Journal: Mol Psychiatry. 2014 Jan;19(1):115-21.
PMID: 23164820         (This article is OPEN ACCESS if you would like to read it)

There are about 20 genes that have been associated with Parkinson’s disease, and they are referred to as the PARK genes. Approximately 10-20% of people with Parkinson’s disease have a genetic variation in one or more of these PARK genes (we have discussed these before – click here to read that post). PARK2 is a gene called Parkin. Mutations in Parkin can result in an early-onset form of Parkinson’s disease. The Parkin gene produces a protein which plays an important role in removing old or sick mitochondria (we discussed this in our previous post – click here to read that post).

In this report, the researchers conducted a genetic sequencing study on 489 young subjects with ADHD (average age 11 years old) and 1285 control individuals. They replicated the study with a similar sized population of people affected by ADHD and control subjects, and in both studies they found that certain deletions and replications in the Parkin gene influences susceptibility to ADHD – two of the genetic variations were found in 335 of the ADHD cases and none in 2026 healthy controls (from both sets of studies).

So there are are some interesting possible connections between  ADHD and Parkinson’s disease.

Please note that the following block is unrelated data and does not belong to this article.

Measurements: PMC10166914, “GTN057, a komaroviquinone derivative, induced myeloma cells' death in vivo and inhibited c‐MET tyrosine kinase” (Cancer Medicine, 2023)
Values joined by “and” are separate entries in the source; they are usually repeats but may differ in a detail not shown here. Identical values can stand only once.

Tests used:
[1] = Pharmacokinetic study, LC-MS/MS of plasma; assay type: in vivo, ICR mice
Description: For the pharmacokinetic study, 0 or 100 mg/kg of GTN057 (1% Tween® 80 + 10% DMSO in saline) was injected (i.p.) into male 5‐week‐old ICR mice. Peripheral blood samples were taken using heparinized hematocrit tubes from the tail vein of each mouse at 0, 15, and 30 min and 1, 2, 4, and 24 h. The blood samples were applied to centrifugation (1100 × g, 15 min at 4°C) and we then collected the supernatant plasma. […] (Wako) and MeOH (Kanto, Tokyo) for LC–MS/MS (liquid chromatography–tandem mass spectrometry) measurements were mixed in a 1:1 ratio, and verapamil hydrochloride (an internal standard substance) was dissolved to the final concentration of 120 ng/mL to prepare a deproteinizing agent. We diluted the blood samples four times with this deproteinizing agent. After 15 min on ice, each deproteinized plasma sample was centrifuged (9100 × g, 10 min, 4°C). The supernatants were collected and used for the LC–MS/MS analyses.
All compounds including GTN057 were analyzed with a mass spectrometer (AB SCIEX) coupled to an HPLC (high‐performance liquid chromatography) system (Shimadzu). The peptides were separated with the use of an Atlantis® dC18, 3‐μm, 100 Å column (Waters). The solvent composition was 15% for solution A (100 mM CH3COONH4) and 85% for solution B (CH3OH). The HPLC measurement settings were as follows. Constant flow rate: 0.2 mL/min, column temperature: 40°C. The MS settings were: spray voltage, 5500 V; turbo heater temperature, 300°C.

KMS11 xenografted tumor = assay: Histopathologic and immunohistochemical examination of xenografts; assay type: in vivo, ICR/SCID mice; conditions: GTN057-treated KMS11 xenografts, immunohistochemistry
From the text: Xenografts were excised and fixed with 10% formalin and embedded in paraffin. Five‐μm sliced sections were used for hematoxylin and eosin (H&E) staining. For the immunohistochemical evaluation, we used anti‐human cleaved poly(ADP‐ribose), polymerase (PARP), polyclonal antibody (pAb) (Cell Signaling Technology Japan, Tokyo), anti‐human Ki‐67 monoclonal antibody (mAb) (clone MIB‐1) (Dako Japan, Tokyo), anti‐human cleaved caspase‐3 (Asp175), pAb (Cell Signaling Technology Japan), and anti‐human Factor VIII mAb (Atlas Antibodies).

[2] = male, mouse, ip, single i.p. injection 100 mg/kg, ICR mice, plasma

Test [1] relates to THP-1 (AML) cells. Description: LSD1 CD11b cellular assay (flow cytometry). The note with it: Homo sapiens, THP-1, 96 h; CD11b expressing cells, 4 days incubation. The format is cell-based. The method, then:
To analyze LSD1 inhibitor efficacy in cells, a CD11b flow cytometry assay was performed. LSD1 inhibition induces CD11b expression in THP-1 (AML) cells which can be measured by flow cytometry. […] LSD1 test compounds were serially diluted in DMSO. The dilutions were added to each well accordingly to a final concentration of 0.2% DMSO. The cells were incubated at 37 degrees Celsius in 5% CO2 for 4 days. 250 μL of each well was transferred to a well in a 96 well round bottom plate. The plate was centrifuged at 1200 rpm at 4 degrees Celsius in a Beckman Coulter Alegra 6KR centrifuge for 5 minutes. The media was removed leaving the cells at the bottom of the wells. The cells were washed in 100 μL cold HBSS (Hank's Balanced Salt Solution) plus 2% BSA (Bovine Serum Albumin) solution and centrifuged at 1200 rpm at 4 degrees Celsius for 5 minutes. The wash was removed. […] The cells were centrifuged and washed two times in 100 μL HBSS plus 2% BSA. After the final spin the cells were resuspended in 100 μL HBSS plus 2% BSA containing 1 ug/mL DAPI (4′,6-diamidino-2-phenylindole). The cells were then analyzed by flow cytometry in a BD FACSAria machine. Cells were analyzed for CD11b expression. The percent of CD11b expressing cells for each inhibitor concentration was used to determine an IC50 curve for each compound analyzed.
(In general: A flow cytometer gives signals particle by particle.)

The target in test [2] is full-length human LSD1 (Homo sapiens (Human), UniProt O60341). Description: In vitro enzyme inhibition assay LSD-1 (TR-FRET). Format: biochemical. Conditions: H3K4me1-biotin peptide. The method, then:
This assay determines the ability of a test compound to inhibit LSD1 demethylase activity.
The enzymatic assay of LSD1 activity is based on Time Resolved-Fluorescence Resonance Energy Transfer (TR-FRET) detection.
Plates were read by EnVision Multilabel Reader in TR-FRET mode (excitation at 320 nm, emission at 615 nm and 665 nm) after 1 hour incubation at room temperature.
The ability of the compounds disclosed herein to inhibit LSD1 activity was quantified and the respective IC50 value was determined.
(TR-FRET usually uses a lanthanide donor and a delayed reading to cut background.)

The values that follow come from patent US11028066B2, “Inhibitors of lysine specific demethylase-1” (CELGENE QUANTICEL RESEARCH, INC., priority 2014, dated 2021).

And what has the recent research from the German scientists found?

In this study, the researchers have looked at additional genetic variations that have been suggested to infer susceptibility to ADHD.

adhd

Title: No genetic association between attention-deficit/hyperactivity disorder (ADHD) and Parkinson’s disease in nine ADHD candidate SNPs
Authors: Geissler JM; International Parkinson Disease Genomics Consortium members., Romanos M, Gerlach M, Berg D, Schulte C.
Journal: Atten Defic Hyperact Disord. 2017 Feb 7. doi: 10.1007/s12402-017-0219-8. [Epub ahead of print]
PMID: 28176268

The researchers analysed nine genetic variations in seven genes:

  • one variant in the gene synaptosomal-associated protein, 25kDa1 (SNAP25)
  • one variant in the gene dopamine transporter (DAT; also known as SLC6A3)
  • one variant in the gene dopamine receptor D4 (DRD4)
  • one variant in the gene serotonin receptor 1B (HTR1B)
  • three mutations in cadherin 13 (CDH13)